With the exception of about 400 people — many of them volunteers — most of Erie Insurance’s 3,100 Erie County employees have been working from home for the past 27 months.
That’s about to change.
Erie County’s largest employer begins Monday to speed up the process of returning to the office.
More:Erie Insurance will look to volunteers as company’s return-to-office plans change
It won’t happen all at once. Erie Insurance spokesman Matthew Cummings said 200 company employees, beginning with human resources and corporate services departments, will return to the office Monday. They will be followed by an additional 200 each week through the end of August and into the fall, he said.
For many, it will be their first time inside the company’s new $147 million Thomas B. Hagen Building, a 346,000-square-foot space downtown that has remained mostly empty for more than a year after its completion.
For many others, it will be their first time working inside any Erie Insurance facility.
“It’s worth noting that we have about 1,000 new coworkers who have been hired” since the company began remote work as COVID-19 shutdowns began in March 2020, Cummings said.
While some of those employees are in new positions, others replace retirees or others who have left the company.
“We are not immune to the war for talent that is going on,” Cummings said.
He was referring to a nationwide worker shortage, often associated with what’s been called the Great Resignation, that has prompted many companies to rethink workplace expectations to include remote and hybrid work options.
Related coverage:Take a look inside Erie Insurance’s new $147 million Thomas B. Hagen Building
Erie Insurance is no exception.
In a January interview, Tim NeCastro, the company’s CEO, said, “We realize now that we will not likely return the way we left with pretty much everyone being in the office. We know we are going to need greater flexibility.”
Some employees will return to the office four or five days a week, while a larger group, like Cummings, will work three days in the office and two at home.
“It really depends on the employee and the work,” he said.
So, with so many office employees working remotely, why is Erie Insurance asking most of its employees to spend at least part of their time in the office?
More:Could work-from-home option play to Erie’s strengths?
“It’s no doubt we have been productive over the last two years, but a huge part of what makes Erie (Insurance) so special has been missing,” Cummings said. “Having our employees together in a vigorous and vibrant workplace is really central to our culture.”
After more than two years of working remotely, not everyone is eager to haul their business casual clothing out of the closet, say goodbye to the dog and start commuting to the office.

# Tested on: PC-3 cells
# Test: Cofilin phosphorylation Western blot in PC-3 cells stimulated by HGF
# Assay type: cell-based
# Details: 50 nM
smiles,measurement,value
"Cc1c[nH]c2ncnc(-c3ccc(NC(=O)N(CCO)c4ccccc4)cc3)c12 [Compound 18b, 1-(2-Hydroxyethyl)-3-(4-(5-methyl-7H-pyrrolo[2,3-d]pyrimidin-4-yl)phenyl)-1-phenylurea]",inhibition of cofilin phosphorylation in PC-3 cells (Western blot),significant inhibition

Cummings is quick to admit not everyone embraces the move, including changes at the office itself, where many employees will find themselves sharing desks with others who use the same space at other times.
“There has been a lot of excitement among the volunteers, and I am one of them,” Cummings said. “People are going to have mixed views on it.
“As with anything, it’s going to take time and patience for us to come together,” he continued. “We are going to walk before we run. We will do it with that spirit of open learning and camaraderie that Erie is known for.”
As the return-to-work process continues through the rest of the summer, Erie Insurance employees will be returning to numerous company facilities, both downtown and at Penn State Behrend’s Knowledge Park and at Westport Centre in Millcreek Township.
But for the most part, they won’t be returning to the company’s main Perry Square Building, where renovations that began earlier this year are expected to take about three years.
The return of hundreds of Erie Insurance employees to the office is only the latest — but certainly the largest step — toward returning to a pre-pandemic normal in downtown Erie.
While some of the county’s top employers, including UPMC Hamot, maintained large in-person workforces throughout the pandemic, others, like National Fuel Gas Distribution Corp. have gradually brought many of their employees back to the office.
Employees have been working for some time in the company’s regional National Fuel headquarters at 1100 State St., but on any given day, the headcount falls short of pre-pandemic levels.
Employees are invited to work a hybrid schedule of three days in the office and two out, said Carly Manino, a spokeswoman for the utility.
The workday population of downtown Erie jumped earlier this year when Erie County Executive Brenton Davis ordered about 1,000 county employees to return to their offices.
Related coverageDavis to end telework policy for about 1,000, wants county workers back in offices by Feb. 1
Gannon University, which has about 1,200 full- and part-time employees, has been fully back in the office since August of last year.
Doug Oathout, a spokesman for the university, said the return of Gannon and other employees bodes well for the business community.
“I think anytime when you have most or all of your workforce back, using all the resources and facilities downtown, that is great for our downtown businesses like the EDDC and the food court. Everybody suffered during COVID,” Oathout said.
What does the return of Erie Insurance mean to the Flagship City Food Hall and the Flagship City Public Market, both of which have been developed by the Erie Downtown Development Corp.?
“As the region’s largest employer, they have such an impact on the regional economy,” said John Persinger, CEO of the EDDC. “That impact will surely be felt as their employees are coming back to work. I think every downtown business will benefit from having more people working downtown, living downtown and visiting downtown.”
Jim Martin can be reached at [email protected].
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